Recently, the Wisconsin Department of Health Services issued a rather unusual warning to the residents of Wisconsin: Stop eating raw meat sandwiches. Raw ground beef, which is processed using several different types of machinery in a factory, is susceptible to cross-contamination from bacteria that can sometimes cause fatal Salmonella and E. coli infections (the CDC made a similar ruling in 2013). This is common knowledge that most people thought was already well understood. The department’s pronouncement — and various reactions to it from Wisconsinites who refuse to give up the sandwiches — quickly went viral.

In a series of Facebook comments responding to the department’s post, one user declared that he would “eat it on any day that ends in Y” while another swore that in 60 years of eating raw meat sandwiches he’s never become ill. The first reactions were twinged with disgust and disapproval; after all, it does not seem, at first blush, exactly normal to eat uncooked ground beef mashed between two pieces of bread.

News headlines all over the internet scolded Wisconsinites for eating so-called “cannibal sandwiches.” But not everyone in Wisconsin has tried or even heard of cannibal sandwiches; in fact, one Matador editor from Wisconsin had never heard of the dish until it went viral and says several of her friends were just as shocked to learn about the supposed local tradition with a disturbing moniker. Unfortunately, it didn’t take long for misconceptions about this Wisconsin delicacy to circulate around social media.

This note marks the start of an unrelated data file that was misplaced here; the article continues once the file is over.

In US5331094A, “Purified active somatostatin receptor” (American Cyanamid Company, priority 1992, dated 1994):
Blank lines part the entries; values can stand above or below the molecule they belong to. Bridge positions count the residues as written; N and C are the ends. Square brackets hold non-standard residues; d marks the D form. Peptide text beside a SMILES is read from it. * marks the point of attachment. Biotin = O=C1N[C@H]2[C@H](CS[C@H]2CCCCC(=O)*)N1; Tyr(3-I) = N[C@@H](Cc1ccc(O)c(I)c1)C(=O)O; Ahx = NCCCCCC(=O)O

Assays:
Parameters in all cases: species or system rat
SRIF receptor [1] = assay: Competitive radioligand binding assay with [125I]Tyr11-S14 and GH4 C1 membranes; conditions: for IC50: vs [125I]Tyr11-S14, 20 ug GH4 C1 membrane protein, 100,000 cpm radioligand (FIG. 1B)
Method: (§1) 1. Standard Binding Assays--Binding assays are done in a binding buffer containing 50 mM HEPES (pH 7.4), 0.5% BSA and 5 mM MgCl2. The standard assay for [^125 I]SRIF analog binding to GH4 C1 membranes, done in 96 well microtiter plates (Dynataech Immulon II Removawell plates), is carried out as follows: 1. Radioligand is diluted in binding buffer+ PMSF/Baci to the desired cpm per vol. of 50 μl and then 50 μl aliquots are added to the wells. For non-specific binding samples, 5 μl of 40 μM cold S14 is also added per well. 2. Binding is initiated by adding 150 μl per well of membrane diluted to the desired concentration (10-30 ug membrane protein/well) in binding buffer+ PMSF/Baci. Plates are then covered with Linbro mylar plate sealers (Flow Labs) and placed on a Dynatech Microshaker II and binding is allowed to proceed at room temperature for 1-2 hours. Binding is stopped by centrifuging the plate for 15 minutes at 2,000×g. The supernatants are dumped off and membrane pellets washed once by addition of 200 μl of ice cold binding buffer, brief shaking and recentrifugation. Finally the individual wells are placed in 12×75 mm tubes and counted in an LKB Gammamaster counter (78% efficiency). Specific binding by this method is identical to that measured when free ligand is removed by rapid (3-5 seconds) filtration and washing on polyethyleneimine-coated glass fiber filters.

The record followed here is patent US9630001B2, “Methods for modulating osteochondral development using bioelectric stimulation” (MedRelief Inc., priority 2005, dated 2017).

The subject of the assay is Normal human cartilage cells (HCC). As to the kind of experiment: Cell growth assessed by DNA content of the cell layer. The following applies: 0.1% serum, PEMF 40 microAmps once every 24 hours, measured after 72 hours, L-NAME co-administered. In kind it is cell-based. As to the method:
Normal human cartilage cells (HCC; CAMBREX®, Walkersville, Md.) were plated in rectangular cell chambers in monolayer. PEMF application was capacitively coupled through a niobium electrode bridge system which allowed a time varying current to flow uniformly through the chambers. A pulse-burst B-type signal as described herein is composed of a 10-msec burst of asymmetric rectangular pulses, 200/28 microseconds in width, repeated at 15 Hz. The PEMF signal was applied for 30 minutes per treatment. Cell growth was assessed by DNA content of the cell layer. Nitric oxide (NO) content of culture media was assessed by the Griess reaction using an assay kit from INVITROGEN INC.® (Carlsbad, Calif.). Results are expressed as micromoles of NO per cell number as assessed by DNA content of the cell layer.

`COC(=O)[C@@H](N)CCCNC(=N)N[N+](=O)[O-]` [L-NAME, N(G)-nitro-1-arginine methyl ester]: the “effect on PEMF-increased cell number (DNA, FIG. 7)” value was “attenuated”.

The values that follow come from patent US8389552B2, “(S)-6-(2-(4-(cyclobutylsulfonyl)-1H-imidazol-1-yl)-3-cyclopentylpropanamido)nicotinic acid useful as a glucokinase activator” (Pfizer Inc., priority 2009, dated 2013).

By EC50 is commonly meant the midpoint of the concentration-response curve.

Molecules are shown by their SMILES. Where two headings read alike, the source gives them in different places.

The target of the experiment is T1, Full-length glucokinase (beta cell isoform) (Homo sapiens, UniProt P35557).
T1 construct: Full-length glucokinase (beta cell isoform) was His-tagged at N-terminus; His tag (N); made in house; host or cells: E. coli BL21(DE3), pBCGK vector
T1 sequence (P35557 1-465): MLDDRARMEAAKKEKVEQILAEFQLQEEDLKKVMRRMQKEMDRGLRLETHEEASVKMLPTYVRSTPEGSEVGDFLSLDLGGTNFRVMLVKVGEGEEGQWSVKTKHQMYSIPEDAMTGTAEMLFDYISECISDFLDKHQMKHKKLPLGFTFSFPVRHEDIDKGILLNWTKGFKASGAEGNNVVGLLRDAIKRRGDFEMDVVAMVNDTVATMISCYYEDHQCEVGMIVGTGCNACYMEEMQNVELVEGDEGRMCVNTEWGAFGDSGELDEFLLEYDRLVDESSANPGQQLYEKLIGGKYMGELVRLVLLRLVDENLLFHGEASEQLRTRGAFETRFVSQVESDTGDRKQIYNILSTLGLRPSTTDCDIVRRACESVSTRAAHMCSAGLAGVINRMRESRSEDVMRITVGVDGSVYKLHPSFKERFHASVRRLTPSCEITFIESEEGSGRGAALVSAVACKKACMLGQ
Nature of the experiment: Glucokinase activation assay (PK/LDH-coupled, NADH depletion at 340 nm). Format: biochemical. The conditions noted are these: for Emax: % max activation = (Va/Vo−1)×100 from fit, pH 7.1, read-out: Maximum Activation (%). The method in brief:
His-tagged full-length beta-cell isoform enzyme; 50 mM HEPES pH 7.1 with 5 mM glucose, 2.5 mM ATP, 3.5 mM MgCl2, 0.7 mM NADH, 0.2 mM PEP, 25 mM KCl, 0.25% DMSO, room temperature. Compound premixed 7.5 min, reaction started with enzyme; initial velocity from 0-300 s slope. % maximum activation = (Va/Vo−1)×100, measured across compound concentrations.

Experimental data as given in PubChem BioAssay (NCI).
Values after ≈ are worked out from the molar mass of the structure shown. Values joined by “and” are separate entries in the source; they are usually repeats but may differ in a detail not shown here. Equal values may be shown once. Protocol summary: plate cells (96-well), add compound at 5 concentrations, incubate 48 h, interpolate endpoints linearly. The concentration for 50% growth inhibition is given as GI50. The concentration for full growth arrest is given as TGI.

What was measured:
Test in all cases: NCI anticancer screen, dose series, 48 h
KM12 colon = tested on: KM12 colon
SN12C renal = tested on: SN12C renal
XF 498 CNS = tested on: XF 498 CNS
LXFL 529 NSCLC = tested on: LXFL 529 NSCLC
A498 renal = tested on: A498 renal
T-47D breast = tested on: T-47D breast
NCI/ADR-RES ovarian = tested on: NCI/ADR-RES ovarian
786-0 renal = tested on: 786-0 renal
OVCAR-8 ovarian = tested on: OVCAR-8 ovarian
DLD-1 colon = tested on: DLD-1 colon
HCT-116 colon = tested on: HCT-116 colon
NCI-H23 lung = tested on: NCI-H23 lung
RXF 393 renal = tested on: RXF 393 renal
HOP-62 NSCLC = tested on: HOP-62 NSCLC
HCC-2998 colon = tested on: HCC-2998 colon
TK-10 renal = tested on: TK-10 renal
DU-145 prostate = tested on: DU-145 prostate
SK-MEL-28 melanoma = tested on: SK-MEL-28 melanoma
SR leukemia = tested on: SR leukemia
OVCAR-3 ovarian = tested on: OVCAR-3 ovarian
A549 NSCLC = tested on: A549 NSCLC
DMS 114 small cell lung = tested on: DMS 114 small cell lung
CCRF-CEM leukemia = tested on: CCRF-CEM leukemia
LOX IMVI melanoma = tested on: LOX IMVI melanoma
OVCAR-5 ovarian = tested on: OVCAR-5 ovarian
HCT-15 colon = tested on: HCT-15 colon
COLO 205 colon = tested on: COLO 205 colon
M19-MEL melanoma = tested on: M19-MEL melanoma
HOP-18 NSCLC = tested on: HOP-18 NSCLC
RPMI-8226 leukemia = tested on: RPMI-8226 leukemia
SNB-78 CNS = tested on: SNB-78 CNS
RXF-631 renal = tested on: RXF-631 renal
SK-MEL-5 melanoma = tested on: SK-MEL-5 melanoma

The truth about cannibal sandwiches

Sometimes also called tiger meat, raw ground beef sandwiches aren’t so strange when you consider that many cultures from all over the globe incorporate raw meat into their cuisines. Kibbe nayyeh is a Lebanese dish made of raw lamb. In Korea, yukhoe refers to raw beef topped with egg yolk. Wisconsin’s tiger meat might even favorably be compared to steak or tuna tartare, though those dishes are, to be fair, usually prepared from fresh, high-quality cuts of meat — not pre-processed and packaged ground meat.

Still, it’s not exactly true that Wisconsinites are picking up random packs of ground beef in order to prepare a sandwich similar to one you might pick up at a deli counter or a sub shop: This is a thin layer of raw ground beef spread on small square of toast, seasoned with salt and pepper, and topped with a sprig of parsley topped with a few raw onions.

“It was definitely a ‘special occasions only’ thing, and it was usually on a party platter for the more working-class side of my family at things like Christmas,” Courtney, a freelance writer who grew up in southeastern Wisconsin and is now based in Germany, tells me. “My grandpa [was] a steelworker, so it was [out] to impress him. My parents treated it like a delicacy so it was rather rare to have.”

Courtney says her family didn’t think too much about health guidelines 30 years ago when she first tried it, but she recalls that there was ground beef marked specifically for this purpose at the grocery store. Those memories are echoed by Glenn, another Wisconsin resident with whom I spoke. Glenn grew up in Wausau (though he lives in Cedarburg now) and remembers that “wildcat,” as it was referred to in his family, was “sold pre-packaged at the supermarket butcher, already seasoned and with onions mixed in.” He says that due to health concerns that practice has largely ended within the last couple of decades.